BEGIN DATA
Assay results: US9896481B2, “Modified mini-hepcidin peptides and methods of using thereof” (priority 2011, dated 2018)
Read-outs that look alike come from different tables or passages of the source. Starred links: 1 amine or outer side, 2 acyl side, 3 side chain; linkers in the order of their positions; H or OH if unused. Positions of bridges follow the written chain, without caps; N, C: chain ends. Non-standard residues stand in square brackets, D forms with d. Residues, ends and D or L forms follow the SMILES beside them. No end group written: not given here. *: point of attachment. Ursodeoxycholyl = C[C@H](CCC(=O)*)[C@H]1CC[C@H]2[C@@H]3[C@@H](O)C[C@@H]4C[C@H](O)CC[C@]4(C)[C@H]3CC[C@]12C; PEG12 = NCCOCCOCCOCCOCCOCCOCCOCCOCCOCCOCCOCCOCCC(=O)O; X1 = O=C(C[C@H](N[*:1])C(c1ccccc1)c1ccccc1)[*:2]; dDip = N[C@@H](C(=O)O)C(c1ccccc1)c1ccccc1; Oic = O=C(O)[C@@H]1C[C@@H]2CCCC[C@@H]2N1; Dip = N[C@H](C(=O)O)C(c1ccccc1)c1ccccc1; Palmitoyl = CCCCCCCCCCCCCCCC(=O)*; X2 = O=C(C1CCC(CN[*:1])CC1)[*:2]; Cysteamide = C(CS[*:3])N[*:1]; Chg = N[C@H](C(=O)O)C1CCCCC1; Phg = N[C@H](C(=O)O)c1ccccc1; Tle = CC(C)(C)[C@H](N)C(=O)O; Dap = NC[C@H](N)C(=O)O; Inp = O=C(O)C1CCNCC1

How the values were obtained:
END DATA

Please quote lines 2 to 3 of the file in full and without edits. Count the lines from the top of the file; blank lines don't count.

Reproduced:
Read-outs that look alike come from different tables or passages of the source. Starred links: 1 amine or outer side, 2 acyl side, 3 side chain; linkers in the order of their positions; H or OH if unused. Positions of bridges follow the written chain, without caps; N, C: chain ends. Non-standard residues stand in square brackets, D forms with d. Residues, ends and D or L forms follow the SMILES beside them. No end group written: not given here. *: point of attachment. Ursodeoxycholyl = C[C@H](CCC(=O)*)[C@H]1CC[C@H]2[C@@H]3[C@@H](O)C[C@@H]4C[C@H](O)CC[C@]4(C)[C@H]3CC[C@]12C; PEG12 = NCCOCCOCCOCCOCCOCCOCCOCCOCCOCCOCCOCCOCCC(=O)O; X1 = O=C(C[C@H](N[*:1])C(c1ccccc1)c1ccccc1)[*:2]; dDip = N[C@@H](C(=O)O)C(c1ccccc1)c1ccccc1; Oic = O=C(O)[C@@H]1C[C@@H]2CCCC[C@@H]2N1; Dip = N[C@H](C(=O)O)C(c1ccccc1)c1ccccc1; Palmitoyl = CCCCCCCCCCCCCCCC(=O)*; X2 = O=C(C1CCC(CN[*:1])CC1)[*:2]; Cysteamide = C(CS[*:3])N[*:1]; Chg = N[C@H](C(=O)O)C1CCCCC1; Phg = N[C@H](C(=O)O)c1ccccc1; Tle = CC(C)(C)[C@H](N)C(=O)O; Dap = NC[C@H](N)C(=O)O; Inp = O=C(O)C1CCNCC1

How the values were obtained: